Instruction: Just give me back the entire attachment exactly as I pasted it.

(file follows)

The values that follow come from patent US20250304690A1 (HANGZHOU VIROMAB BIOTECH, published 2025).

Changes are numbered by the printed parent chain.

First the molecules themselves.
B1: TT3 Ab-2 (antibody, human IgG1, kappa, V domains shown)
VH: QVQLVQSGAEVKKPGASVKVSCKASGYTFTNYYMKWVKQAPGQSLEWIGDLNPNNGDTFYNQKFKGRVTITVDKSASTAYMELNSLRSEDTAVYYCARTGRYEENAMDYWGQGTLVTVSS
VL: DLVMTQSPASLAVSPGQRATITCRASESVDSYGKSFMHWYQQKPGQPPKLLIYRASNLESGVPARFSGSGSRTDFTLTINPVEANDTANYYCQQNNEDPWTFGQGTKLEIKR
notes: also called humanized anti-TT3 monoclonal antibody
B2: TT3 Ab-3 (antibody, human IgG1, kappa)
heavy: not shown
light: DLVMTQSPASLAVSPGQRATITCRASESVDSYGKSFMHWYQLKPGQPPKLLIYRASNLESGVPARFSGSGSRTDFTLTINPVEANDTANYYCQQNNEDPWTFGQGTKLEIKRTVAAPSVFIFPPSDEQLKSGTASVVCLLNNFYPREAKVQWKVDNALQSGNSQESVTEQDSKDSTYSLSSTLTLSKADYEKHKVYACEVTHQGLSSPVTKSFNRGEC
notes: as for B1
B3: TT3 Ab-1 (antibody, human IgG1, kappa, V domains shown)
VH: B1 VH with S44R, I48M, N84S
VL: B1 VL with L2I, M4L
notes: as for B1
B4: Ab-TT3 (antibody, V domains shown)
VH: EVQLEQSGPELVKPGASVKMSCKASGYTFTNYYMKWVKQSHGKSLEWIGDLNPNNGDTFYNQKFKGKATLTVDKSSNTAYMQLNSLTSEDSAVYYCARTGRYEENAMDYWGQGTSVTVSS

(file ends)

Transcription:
The values that follow come from patent US20250304690A1 (HANGZHOU VIROMAB BIOTECH, published 2025).

Changes are numbered by the printed parent chain.

First the molecules themselves.
B1: TT3 Ab-2 (antibody, human IgG1, kappa, V domains shown)
VH: QVQLVQSGAEVKKPGASVKVSCKASGYTFTNYYMKWVKQAPGQSLEWIGDLNPNNGDTFYNQKFKGRVTITVDKSASTAYMELNSLRSEDTAVYYCARTGRYEENAMDYWGQGTLVTVSS
VL: DLVMTQSPASLAVSPGQRATITCRASESVDSYGKSFMHWYQQKPGQPPKLLIYRASNLESGVPARFSGSGSRTDFTLTINPVEANDTANYYCQQNNEDPWTFGQGTKLEIKR
notes: also called humanized anti-TT3 monoclonal antibody
B2: TT3 Ab-3 (antibody, human IgG1, kappa)
heavy: not shown
light: DLVMTQSPASLAVSPGQRATITCRASESVDSYGKSFMHWYQLKPGQPPKLLIYRASNLESGVPARFSGSGSRTDFTLTINPVEANDTANYYCQQNNEDPWTFGQGTKLEIKRTVAAPSVFIFPPSDEQLKSGTASVVCLLNNFYPREAKVQWKVDNALQSGNSQESVTEQDSKDSTYSLSSTLTLSKADYEKHKVYACEVTHQGLSSPVTKSFNRGEC
notes: as for B1
B3: TT3 Ab-1 (antibody, human IgG1, kappa, V domains shown)
VH: B1 VH with S44R, I48M, N84S
VL: B1 VL with L2I, M4L
notes: as for B1
B4: Ab-TT3 (antibody, V domains shown)
VH: EVQLEQSGPELVKPGASVKMSCKASGYTFTNYYMKWVKQSHGKSLEWIGDLNPNNGDTFYNQKFKGKATLTVDKSSNTAYMQLNSLTSEDSAVYYCARTGRYEENAMDYWGQGTSVTVSS